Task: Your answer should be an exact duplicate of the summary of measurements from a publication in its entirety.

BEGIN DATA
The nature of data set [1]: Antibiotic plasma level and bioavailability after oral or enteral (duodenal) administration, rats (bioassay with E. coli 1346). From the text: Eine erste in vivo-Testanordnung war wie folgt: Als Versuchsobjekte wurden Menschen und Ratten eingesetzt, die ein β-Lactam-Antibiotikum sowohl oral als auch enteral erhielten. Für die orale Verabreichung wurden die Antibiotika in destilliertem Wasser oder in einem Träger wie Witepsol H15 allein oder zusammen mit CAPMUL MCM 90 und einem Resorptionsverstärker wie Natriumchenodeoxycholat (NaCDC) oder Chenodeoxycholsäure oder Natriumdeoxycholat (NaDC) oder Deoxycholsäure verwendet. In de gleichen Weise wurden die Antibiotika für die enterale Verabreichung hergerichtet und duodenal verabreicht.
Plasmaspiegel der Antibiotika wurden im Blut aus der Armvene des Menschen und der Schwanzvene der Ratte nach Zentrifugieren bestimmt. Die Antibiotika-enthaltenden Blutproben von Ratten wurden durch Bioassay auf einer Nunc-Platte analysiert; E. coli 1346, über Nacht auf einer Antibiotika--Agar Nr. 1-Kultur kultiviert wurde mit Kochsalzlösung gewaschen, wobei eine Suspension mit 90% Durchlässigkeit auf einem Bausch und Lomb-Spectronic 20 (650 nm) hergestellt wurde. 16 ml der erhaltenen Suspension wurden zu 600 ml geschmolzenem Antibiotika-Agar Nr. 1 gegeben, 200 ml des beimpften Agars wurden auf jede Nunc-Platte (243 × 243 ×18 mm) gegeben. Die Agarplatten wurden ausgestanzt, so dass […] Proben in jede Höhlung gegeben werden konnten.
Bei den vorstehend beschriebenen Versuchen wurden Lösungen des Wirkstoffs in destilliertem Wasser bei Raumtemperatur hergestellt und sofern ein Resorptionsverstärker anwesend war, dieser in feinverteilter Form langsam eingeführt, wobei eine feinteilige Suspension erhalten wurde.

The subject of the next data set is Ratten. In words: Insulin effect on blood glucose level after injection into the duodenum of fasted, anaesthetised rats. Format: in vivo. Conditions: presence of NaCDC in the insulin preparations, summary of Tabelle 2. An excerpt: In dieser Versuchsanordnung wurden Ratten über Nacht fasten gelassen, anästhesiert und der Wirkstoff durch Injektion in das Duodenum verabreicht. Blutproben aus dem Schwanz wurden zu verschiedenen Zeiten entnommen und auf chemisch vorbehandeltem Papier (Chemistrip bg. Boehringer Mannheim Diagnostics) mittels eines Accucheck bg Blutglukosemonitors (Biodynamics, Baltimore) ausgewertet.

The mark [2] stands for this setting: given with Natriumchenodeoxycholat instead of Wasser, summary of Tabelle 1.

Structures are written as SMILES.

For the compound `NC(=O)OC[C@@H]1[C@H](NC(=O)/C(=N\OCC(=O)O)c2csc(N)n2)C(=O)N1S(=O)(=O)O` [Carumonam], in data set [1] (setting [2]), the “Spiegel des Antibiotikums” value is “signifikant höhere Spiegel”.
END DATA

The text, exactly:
The nature of data set [1]: Antibiotic plasma level and bioavailability after oral or enteral (duodenal) administration, rats (bioassay with E. coli 1346). From the text: Eine erste in vivo-Testanordnung war wie folgt: Als Versuchsobjekte wurden Menschen und Ratten eingesetzt, die ein β-Lactam-Antibiotikum sowohl oral als auch enteral erhielten. Für die orale Verabreichung wurden die Antibiotika in destilliertem Wasser oder in einem Träger wie Witepsol H15 allein oder zusammen mit CAPMUL MCM 90 und einem Resorptionsverstärker wie Natriumchenodeoxycholat (NaCDC) oder Chenodeoxycholsäure oder Natriumdeoxycholat (NaDC) oder Deoxycholsäure verwendet. In de gleichen Weise wurden die Antibiotika für die enterale Verabreichung hergerichtet und duodenal verabreicht.
Plasmaspiegel der Antibiotika wurden im Blut aus der Armvene des Menschen und der Schwanzvene der Ratte nach Zentrifugieren bestimmt. Die Antibiotika-enthaltenden Blutproben von Ratten wurden durch Bioassay auf einer Nunc-Platte analysiert; E. coli 1346, über Nacht auf einer Antibiotika--Agar Nr. 1-Kultur kultiviert wurde mit Kochsalzlösung gewaschen, wobei eine Suspension mit 90% Durchlässigkeit auf einem Bausch und Lomb-Spectronic 20 (650 nm) hergestellt wurde. 16 ml der erhaltenen Suspension wurden zu 600 ml geschmolzenem Antibiotika-Agar Nr. 1 gegeben, 200 ml des beimpften Agars wurden auf jede Nunc-Platte (243 × 243 ×18 mm) gegeben. Die Agarplatten wurden ausgestanzt, so dass […] Proben in jede Höhlung gegeben werden konnten.
Bei den vorstehend beschriebenen Versuchen wurden Lösungen des Wirkstoffs in destilliertem Wasser bei Raumtemperatur hergestellt und sofern ein Resorptionsverstärker anwesend war, dieser in feinverteilter Form langsam eingeführt, wobei eine feinteilige Suspension erhalten wurde.

The subject of the next data set is Ratten. In words: Insulin effect on blood glucose level after injection into the duodenum of fasted, anaesthetised rats. Format: in vivo. Conditions: presence of NaCDC in the insulin preparations, summary of Tabelle 2. An excerpt: In dieser Versuchsanordnung wurden Ratten über Nacht fasten gelassen, anästhesiert und der Wirkstoff durch Injektion in das Duodenum verabreicht. Blutproben aus dem Schwanz wurden zu verschiedenen Zeiten entnommen und auf chemisch vorbehandeltem Papier (Chemistrip bg. Boehringer Mannheim Diagnostics) mittels eines Accucheck bg Blutglukosemonitors (Biodynamics, Baltimore) ausgewertet.

The mark [2] stands for this setting: given with Natriumchenodeoxycholat instead of Wasser, summary of Tabelle 1.

Structures are written as SMILES.

For the compound `NC(=O)OC[C@@H]1[C@H](NC(=O)/C(=N\OCC(=O)O)c2csc(N)n2)C(=O)N1S(=O)(=O)O` [Carumonam], in data set [1] (setting [2]), the “Spiegel des Antibiotikums” value is “signifikant höhere Spiegel”.